CHEYENNE — A bill that would fully legalize marijuana in Wyoming has cleared a critical vote, raising the possibility of dispensaries along the border with Utah.
While it could give Utahns yet another reason to run to Evanston — a popular stop for discount liquor, fireworks and lottery tickets — the border city's mayor admits he has some heartburn about it.
"We really just don’t know yet," said Mayor Kent Williams. "Should we do that? Should we not do that?"
The Wyoming State Legislature's House Judiciary Committee voted 6-3 on Friday in support of House Bill 209. The bill now heads to the full House of Representatives for debate.
"House Bill 209 would allow for possession and cultivation of marijuana for individuals as follows: It allows for possession of retail marijuana at legal age of 21," House Majority Whip Jared Olsen, R-Cheyenne, said when presenting the bill.
The bill slaps a 30% tax on marijuana products — something that a fiscal note attached to the bill said could make the state of Wyoming as much as $47 million in its first year.
The bill goes further than other pieces of legislation that were under consideration in the Wyoming State Legislature. In fact, the House Judiciary Committee did not even vote on Rep. Bill Henderson's House Bill 82 that would have only implemented a study on whether Wyoming ought to legalize medical cannabis only.
"The people of Wyoming are increasingly supportive of medical marijuana, and so to me, it makes good sense and if we want to develop good policy, to do due diligence," said Rep. Henderson, R-Cheyenne.
Marijuana bills are being pushed by medical cannabis advocates in Wyoming. As FOX 13 reported last month, Christine Stenquist — one of the original backers of Utah's medical cannabis ballot initiative — is in Cheyenne working with them to get the bills passed.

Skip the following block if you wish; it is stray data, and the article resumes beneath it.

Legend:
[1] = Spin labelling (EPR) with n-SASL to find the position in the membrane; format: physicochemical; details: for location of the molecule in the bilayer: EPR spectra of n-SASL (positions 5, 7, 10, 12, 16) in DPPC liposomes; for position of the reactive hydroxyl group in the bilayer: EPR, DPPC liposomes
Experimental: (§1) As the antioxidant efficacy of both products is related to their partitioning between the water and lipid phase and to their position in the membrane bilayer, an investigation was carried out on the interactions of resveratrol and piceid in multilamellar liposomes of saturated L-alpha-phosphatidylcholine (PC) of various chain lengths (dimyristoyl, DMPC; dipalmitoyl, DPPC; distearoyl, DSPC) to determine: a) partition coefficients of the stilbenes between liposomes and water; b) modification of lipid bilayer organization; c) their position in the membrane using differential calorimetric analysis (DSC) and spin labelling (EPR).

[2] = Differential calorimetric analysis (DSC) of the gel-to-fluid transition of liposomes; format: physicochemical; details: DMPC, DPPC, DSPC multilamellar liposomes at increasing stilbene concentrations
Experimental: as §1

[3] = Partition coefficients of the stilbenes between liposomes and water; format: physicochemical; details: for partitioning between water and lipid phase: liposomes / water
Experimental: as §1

"The bill definitely needs some amendments, it needs some work," she said Monday. "But it’s positive."
HB209 also allows communities to opt out of allowing retail marijuana sales. Mayor Williams said he does not personally support legalized marijuana, but pointed out the bill has a long way to go to get through the legislature.
"This is not something that I’m about and so I’ve got concerns," he told FOX 13. "But again, I say that knowing that at the same time I’ve got to protect individual rights."
"Believe me, they will get a pretty penny from Utah. We are very frustrated with our program and we look at states that have a little more flexibility, they’ll definitely get our dollars," Stenquist said, referencing Utah's highly-regulated medical cannabis program.
Public comment for the bill was mixed. Some expressed concerns about addiction and youth adoption, while others pointed to a need for medical cannabis and a potential lucrative revenue stream for Wyoming.
Stenquist said she is counting votes in the House and Senate to try to get the bill passed. If it doesn't, she warned that Wyoming could follow in the footsteps of the Utah.
"If this doesn’t pass, we have polled in Wyoming and they are polling at 85% support," she said of medical cannabis. "There is an appetite for a ballot initiative."